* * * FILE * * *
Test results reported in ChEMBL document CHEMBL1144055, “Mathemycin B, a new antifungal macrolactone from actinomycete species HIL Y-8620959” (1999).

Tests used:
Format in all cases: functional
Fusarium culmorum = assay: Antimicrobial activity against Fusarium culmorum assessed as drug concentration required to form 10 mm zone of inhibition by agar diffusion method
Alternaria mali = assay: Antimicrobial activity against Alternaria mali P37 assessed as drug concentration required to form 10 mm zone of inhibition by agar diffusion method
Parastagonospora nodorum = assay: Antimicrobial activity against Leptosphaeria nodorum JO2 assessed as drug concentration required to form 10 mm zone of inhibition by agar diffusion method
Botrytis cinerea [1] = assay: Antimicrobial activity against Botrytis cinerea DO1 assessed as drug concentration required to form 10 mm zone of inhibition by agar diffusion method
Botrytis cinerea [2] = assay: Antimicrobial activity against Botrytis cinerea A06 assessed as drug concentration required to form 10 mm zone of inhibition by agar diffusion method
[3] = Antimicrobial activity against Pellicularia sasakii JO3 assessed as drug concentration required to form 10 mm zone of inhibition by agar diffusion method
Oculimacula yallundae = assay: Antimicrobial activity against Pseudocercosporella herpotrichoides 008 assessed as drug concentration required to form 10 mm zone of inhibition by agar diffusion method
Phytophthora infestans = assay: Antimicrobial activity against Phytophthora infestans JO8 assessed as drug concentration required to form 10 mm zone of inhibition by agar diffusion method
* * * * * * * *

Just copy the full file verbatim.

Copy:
Test results reported in ChEMBL document CHEMBL1144055, “Mathemycin B, a new antifungal macrolactone from actinomycete species HIL Y-8620959” (1999).

Tests used:
Format in all cases: functional
Fusarium culmorum = assay: Antimicrobial activity against Fusarium culmorum assessed as drug concentration required to form 10 mm zone of inhibition by agar diffusion method
Alternaria mali = assay: Antimicrobial activity against Alternaria mali P37 assessed as drug concentration required to form 10 mm zone of inhibition by agar diffusion method
Parastagonospora nodorum = assay: Antimicrobial activity against Leptosphaeria nodorum JO2 assessed as drug concentration required to form 10 mm zone of inhibition by agar diffusion method
Botrytis cinerea [1] = assay: Antimicrobial activity against Botrytis cinerea DO1 assessed as drug concentration required to form 10 mm zone of inhibition by agar diffusion method
Botrytis cinerea [2] = assay: Antimicrobial activity against Botrytis cinerea A06 assessed as drug concentration required to form 10 mm zone of inhibition by agar diffusion method
[3] = Antimicrobial activity against Pellicularia sasakii JO3 assessed as drug concentration required to form 10 mm zone of inhibition by agar diffusion method
Oculimacula yallundae = assay: Antimicrobial activity against Pseudocercosporella herpotrichoides 008 assessed as drug concentration required to form 10 mm zone of inhibition by agar diffusion method
Phytophthora infestans = assay: Antimicrobial activity against Phytophthora infestans JO8 assessed as drug concentration required to form 10 mm zone of inhibition by agar diffusion method